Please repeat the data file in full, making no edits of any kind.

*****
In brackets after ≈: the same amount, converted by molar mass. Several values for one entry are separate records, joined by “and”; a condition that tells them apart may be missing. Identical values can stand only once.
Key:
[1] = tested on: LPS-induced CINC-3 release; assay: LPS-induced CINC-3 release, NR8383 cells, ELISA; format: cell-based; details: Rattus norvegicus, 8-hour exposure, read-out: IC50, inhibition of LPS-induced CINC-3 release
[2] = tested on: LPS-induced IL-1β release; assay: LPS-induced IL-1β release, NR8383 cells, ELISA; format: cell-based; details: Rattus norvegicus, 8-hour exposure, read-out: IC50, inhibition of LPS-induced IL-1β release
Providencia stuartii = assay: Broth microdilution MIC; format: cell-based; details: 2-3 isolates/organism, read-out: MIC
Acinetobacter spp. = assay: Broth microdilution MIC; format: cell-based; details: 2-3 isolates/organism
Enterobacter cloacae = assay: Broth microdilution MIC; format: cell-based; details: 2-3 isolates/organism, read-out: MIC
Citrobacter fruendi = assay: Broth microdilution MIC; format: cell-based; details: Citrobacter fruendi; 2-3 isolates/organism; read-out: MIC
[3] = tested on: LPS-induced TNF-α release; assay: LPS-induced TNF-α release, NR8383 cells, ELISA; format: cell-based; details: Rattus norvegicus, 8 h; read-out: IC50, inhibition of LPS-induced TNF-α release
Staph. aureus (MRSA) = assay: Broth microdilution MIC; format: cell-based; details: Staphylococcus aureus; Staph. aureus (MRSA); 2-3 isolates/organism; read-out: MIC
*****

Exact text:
In brackets after ≈: the same amount, converted by molar mass. Several values for one entry are separate records, joined by “and”; a condition that tells them apart may be missing. Identical values can stand only once.
Key:
[1] = tested on: LPS-induced CINC-3 release; assay: LPS-induced CINC-3 release, NR8383 cells, ELISA; format: cell-based; details: Rattus norvegicus, 8-hour exposure, read-out: IC50, inhibition of LPS-induced CINC-3 release
[2] = tested on: LPS-induced IL-1β release; assay: LPS-induced IL-1β release, NR8383 cells, ELISA; format: cell-based; details: Rattus norvegicus, 8-hour exposure, read-out: IC50, inhibition of LPS-induced IL-1β release
Providencia stuartii = assay: Broth microdilution MIC; format: cell-based; details: 2-3 isolates/organism, read-out: MIC
Acinetobacter spp. = assay: Broth microdilution MIC; format: cell-based; details: 2-3 isolates/organism
Enterobacter cloacae = assay: Broth microdilution MIC; format: cell-based; details: 2-3 isolates/organism, read-out: MIC
Citrobacter fruendi = assay: Broth microdilution MIC; format: cell-based; details: Citrobacter fruendi; 2-3 isolates/organism; read-out: MIC
[3] = tested on: LPS-induced TNF-α release; assay: LPS-induced TNF-α release, NR8383 cells, ELISA; format: cell-based; details: Rattus norvegicus, 8 h; read-out: IC50, inhibition of LPS-induced TNF-α release
Staph. aureus (MRSA) = assay: Broth microdilution MIC; format: cell-based; details: Staphylococcus aureus; Staph. aureus (MRSA); 2-3 isolates/organism; read-out: MIC